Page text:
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Great Honeymoon Destination: California, Part II - Joel Simpson | Union, NJ Wedding, Portrait & Event Photography
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Great Honeymoon Destination: California, Part II

So we left off in Bodega, CA…
My host there took me into “town,” actually little more than a village (pop. 220 in 2010), but what a village! It boasts an informal Alfred Hitchcock museum in the “historic” general store plus a cooperative arts and crafts gallery, with some wonderful things in it. Its claim to fame is that it was the site of Hitchcock’s 1963 horror-thriller The Birds, loosely based on the 1952 novel by Daphne Du Maurier and a recent attack by birds apparently poisoned by bad shellfish on the California coast. Of course, after seeing so many rock-rookeries on the coast, virtually overflowing with cormorants, seagulls, and pelicans, it’s easy to imagine these hoards of birds turning against the humans on the mainland.

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18 Little Bodega’s cooperative art and craft gallery.
19 Gallery interior.
20 The schoolhouse made famous in The Birds.
 

I left my new friends in Bodega and headed up California Route 1 to Salt Point State Park. Although it was only 35 miles, the twists and hairpin turns in the road, as it followed the coastal hills, made it slow going most of the way. I took about an hour-and-a-half to drive it. Now this road is justly reputed to be one of the most beautiful in the country, as it hugs the coast, offering breathtaking sea vistas, plunging cliffs and dramatic fog. It is especially beautiful in Big Sur, but this was also magnificent. I arrived there at 5:45 pm, and I knew I had little time to spend, given that I wanted to do most of the 58-mile drive to Albion (near Mendocino) in what remained of daylight, and Google maps had said it would take one hour and 23 minutes to drive it.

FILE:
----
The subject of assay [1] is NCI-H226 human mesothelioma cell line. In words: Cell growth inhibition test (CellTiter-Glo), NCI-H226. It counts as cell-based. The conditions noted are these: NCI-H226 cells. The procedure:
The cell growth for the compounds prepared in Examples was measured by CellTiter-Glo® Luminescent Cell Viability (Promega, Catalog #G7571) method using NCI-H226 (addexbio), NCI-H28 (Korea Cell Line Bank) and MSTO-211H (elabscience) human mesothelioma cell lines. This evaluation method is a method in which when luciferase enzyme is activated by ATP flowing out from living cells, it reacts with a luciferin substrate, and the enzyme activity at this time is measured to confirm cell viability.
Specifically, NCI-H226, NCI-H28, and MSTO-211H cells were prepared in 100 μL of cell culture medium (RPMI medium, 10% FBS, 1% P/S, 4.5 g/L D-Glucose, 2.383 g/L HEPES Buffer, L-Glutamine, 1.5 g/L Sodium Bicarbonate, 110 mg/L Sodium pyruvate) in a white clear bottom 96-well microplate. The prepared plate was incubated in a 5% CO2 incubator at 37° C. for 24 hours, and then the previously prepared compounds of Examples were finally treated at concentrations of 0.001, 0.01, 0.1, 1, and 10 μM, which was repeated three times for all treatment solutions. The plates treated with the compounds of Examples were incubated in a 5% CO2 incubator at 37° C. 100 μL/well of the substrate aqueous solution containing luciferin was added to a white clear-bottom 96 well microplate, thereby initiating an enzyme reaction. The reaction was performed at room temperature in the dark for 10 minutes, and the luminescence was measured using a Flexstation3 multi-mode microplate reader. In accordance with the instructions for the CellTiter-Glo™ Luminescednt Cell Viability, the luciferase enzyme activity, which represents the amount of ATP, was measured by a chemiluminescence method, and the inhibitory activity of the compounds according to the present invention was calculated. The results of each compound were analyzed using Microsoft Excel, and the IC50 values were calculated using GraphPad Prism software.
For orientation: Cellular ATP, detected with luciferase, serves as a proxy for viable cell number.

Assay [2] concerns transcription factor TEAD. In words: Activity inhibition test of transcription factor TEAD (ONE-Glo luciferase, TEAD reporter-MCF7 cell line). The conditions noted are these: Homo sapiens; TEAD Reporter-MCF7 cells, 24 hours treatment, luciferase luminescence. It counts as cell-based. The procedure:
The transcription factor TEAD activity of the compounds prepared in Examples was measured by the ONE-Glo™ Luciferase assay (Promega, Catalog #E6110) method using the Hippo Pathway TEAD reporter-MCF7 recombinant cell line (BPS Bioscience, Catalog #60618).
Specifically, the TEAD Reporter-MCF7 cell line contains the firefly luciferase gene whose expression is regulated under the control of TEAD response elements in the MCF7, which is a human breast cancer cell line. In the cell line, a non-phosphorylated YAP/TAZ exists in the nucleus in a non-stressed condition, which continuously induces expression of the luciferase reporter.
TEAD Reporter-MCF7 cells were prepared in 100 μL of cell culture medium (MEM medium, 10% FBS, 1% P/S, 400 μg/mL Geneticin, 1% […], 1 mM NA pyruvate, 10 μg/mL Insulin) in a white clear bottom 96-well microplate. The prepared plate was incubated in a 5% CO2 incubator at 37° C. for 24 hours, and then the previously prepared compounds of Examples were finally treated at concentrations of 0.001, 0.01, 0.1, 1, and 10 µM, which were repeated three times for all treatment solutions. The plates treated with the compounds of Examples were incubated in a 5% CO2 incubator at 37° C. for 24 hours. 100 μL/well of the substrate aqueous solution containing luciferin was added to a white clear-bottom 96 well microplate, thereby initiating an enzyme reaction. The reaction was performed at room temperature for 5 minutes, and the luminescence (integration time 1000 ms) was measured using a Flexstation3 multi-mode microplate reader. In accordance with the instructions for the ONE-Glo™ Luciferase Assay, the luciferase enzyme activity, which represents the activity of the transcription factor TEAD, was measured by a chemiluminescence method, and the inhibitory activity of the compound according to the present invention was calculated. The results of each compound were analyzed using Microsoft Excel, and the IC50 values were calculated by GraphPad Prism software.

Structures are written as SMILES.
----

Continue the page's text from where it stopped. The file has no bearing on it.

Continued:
Salt Point was secretly my most fascinating destination for geology. It boasted honeycomb structures among the rocks on its extensive beach, which are known technically as tafoni. I was not disappointed. I found my way to them in Gerstle Cove, and in the gentle, filtered light of the overcast sky they were stunning. I had seen some on Moonstone Beach near Cambria, but it was in bright sunlight with harsh shadows. Here it was if they were professionally lit sculptures, and some of the rock surfaces were light blue.

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For 45 minutes I was in photographic heaven. Then I got back in my car and drove up to Albion.
It was just getting dark when I arrived there, and my GPS wouldn’t locate my Airbnb destination, so I had to ask for help at a local motel. They printed out the directions for me, and soon I was enjoying the warm welcome of Elaine Martin, who put me up in a small but very comfortable room.
Her breakfast the following morning was more than I could expect: an omelet and wonderful home fries, and she let me make my fruit smoothie—I shared my recipe with her.

29 Elaine in her kitchen.
30 Elaine Martin
31 The room she rents out.

By 9 am I was on my way, but it was just a short distance to Mendocino Headlands State Park, passing through the very hip village of Mendocino.

32 Mendocino scene—with naked lady lilies.
Mendocino Headlands State Park offers an amazing spectacle of cliffs, coves, inlets, beaches, arches and dramatic geology. It offers a feeling of grandeur from a number of different perspectives. As you walk the path, new vistas open up. You can easily see the best of it in an hour—or all day if you want to take it in deeply.
I took a number of  panoramas—the place is made for panoramas.

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Each one of these is a different cove.
36 Two nearby arches.

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 These strata are at least 400 million years old.

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Hearty succulents growing at cliff’s edge.
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